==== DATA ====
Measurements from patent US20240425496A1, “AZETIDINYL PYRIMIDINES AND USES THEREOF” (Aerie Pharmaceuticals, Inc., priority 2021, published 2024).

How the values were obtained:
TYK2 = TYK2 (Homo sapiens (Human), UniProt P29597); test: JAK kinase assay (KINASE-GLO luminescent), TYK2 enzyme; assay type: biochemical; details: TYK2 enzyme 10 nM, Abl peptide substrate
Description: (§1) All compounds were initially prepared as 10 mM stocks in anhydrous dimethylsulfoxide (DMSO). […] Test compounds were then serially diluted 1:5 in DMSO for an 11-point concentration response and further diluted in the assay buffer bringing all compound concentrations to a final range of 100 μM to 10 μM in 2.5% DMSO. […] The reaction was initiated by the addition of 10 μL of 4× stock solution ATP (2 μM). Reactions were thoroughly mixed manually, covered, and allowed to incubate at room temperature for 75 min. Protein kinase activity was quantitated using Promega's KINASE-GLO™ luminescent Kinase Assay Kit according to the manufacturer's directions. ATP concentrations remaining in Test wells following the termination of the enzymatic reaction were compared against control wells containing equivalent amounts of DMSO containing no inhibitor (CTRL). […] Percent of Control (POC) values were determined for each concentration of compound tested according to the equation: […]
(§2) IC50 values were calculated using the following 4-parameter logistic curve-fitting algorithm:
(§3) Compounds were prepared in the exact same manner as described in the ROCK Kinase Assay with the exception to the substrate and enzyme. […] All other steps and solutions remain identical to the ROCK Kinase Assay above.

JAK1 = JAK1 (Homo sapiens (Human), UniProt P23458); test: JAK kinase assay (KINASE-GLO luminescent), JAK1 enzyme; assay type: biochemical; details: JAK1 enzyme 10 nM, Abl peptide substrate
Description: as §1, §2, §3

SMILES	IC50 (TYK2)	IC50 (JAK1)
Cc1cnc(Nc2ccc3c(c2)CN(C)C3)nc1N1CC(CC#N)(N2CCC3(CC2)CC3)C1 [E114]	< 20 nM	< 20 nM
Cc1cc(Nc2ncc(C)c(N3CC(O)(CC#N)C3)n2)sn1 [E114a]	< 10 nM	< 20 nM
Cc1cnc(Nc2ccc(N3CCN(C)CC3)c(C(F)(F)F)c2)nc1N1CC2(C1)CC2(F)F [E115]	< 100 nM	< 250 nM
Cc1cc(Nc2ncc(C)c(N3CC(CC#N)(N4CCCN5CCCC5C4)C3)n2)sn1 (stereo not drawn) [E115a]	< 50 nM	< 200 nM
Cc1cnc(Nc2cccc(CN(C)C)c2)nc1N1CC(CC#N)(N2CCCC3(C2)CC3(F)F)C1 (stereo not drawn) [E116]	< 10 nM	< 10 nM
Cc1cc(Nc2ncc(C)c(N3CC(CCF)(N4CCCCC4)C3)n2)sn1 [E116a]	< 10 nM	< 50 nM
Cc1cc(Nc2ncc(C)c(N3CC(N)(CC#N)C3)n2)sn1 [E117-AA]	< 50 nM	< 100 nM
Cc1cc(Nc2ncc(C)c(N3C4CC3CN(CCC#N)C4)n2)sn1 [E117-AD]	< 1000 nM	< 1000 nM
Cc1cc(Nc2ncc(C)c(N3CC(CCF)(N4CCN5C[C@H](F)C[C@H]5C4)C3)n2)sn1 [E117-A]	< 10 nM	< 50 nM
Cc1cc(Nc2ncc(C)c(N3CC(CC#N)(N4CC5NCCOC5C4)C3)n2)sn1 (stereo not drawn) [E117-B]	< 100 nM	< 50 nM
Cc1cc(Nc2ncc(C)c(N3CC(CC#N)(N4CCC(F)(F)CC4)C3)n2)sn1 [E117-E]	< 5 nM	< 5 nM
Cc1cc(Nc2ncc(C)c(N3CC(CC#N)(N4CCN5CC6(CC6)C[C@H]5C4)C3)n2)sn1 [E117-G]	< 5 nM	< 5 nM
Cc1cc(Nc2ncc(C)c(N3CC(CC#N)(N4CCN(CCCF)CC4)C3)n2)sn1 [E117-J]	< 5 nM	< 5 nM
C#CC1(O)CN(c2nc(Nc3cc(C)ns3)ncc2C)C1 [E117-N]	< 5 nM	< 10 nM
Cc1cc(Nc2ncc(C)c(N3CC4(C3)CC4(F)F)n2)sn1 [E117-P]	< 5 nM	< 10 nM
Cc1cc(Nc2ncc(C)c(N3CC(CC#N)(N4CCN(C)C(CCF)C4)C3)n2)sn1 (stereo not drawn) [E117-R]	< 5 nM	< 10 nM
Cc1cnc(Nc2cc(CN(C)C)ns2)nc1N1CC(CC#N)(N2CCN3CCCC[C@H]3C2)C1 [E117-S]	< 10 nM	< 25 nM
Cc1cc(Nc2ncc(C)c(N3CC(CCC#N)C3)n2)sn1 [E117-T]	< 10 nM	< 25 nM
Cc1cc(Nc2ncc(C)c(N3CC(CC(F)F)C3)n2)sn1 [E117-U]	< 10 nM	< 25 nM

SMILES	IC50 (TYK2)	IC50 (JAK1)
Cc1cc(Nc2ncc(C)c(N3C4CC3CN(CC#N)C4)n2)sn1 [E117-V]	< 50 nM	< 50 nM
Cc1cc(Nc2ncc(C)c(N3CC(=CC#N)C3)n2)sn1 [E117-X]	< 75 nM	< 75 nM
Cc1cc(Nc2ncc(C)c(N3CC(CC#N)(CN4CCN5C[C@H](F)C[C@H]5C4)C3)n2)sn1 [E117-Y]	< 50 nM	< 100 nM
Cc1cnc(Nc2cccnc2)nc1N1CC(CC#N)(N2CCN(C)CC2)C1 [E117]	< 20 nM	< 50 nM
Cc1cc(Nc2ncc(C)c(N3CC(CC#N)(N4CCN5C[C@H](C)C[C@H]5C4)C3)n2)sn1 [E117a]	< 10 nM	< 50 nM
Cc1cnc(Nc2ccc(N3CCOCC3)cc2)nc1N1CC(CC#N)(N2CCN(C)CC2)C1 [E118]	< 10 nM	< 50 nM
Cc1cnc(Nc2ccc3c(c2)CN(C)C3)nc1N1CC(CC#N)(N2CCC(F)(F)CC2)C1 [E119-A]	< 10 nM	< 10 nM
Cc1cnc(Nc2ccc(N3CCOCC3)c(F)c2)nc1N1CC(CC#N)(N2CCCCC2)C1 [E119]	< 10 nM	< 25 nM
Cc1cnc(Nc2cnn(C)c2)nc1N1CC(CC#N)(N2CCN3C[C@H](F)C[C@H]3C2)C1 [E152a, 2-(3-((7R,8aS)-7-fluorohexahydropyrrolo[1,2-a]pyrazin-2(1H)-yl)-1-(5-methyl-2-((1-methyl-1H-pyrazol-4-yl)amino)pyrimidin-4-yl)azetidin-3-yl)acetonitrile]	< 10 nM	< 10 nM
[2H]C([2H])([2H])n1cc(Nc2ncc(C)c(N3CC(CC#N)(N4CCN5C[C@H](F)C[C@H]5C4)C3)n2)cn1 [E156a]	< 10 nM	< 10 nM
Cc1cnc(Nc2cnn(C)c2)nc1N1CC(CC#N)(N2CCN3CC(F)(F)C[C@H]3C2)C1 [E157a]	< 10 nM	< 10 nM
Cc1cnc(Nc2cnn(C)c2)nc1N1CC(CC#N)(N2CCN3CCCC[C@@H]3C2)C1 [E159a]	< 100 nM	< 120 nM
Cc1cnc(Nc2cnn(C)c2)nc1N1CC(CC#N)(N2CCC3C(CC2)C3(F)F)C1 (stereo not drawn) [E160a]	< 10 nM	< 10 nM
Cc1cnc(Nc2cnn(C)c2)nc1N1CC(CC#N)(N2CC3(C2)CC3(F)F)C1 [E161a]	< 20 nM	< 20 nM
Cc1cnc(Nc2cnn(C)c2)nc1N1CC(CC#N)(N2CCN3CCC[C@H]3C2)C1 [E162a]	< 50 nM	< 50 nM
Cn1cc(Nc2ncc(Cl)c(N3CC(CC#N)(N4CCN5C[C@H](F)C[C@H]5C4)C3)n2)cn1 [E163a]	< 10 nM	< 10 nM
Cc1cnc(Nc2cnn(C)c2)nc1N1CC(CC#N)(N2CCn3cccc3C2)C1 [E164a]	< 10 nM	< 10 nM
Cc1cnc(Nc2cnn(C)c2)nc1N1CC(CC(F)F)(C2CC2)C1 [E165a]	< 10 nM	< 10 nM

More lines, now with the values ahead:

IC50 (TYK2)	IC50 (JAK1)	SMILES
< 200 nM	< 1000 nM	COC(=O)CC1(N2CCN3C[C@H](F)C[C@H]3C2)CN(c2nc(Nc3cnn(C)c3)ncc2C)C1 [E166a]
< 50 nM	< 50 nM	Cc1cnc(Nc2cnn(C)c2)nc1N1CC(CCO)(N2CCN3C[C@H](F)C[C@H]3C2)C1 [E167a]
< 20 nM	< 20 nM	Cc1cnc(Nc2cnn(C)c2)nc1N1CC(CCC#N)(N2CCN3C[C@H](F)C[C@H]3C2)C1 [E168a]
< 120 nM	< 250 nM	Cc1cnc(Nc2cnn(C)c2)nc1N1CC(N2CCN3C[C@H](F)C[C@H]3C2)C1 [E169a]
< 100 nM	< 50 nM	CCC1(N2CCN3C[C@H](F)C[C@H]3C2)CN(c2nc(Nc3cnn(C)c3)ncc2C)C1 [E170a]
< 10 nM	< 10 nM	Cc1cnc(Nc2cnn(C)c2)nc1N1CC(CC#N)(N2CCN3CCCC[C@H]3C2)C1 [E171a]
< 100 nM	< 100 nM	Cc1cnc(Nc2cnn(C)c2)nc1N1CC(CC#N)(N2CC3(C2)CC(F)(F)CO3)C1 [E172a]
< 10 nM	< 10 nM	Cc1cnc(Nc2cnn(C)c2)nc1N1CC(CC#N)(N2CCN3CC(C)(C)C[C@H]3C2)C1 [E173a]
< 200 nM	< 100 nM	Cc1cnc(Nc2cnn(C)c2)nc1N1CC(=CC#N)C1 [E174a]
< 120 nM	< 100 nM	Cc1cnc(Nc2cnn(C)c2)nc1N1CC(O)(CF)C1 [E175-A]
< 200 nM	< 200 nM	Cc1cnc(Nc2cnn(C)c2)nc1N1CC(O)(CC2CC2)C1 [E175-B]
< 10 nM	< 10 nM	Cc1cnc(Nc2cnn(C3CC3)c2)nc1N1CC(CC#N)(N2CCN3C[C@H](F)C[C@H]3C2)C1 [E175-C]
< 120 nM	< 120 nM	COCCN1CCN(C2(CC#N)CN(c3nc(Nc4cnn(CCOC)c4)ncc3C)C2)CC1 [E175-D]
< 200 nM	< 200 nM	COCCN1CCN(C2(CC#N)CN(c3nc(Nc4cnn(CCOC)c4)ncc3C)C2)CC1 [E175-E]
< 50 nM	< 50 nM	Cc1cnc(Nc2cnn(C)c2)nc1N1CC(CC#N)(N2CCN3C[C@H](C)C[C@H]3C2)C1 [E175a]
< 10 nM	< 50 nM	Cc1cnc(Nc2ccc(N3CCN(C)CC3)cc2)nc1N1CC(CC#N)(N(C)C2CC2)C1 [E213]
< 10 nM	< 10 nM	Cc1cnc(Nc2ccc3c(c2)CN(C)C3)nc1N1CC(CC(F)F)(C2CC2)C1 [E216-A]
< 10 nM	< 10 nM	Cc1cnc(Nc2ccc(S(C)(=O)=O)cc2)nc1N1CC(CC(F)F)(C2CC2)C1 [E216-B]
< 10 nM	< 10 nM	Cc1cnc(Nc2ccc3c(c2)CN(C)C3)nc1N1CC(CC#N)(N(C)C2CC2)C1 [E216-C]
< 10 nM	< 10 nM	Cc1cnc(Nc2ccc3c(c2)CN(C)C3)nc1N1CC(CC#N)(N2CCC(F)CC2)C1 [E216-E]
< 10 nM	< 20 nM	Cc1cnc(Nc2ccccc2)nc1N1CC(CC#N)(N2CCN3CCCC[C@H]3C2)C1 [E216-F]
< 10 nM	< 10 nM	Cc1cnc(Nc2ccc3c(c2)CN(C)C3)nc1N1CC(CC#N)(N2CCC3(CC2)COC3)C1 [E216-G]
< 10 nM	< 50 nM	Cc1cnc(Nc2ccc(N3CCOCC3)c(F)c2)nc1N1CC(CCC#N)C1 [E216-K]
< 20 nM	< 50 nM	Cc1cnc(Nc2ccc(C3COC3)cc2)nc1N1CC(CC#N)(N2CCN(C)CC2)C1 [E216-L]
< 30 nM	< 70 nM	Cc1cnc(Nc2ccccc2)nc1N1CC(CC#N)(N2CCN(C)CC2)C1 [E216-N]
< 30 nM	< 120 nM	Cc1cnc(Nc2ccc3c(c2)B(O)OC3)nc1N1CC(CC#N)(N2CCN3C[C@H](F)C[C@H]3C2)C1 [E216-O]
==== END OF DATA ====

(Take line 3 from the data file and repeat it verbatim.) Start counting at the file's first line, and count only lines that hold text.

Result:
TYK2 = TYK2 (Homo sapiens (Human), UniProt P29597); test: JAK kinase assay (KINASE-GLO luminescent), TYK2 enzyme; assay type: biochemical; details: TYK2 enzyme 10 nM, Abl peptide substrate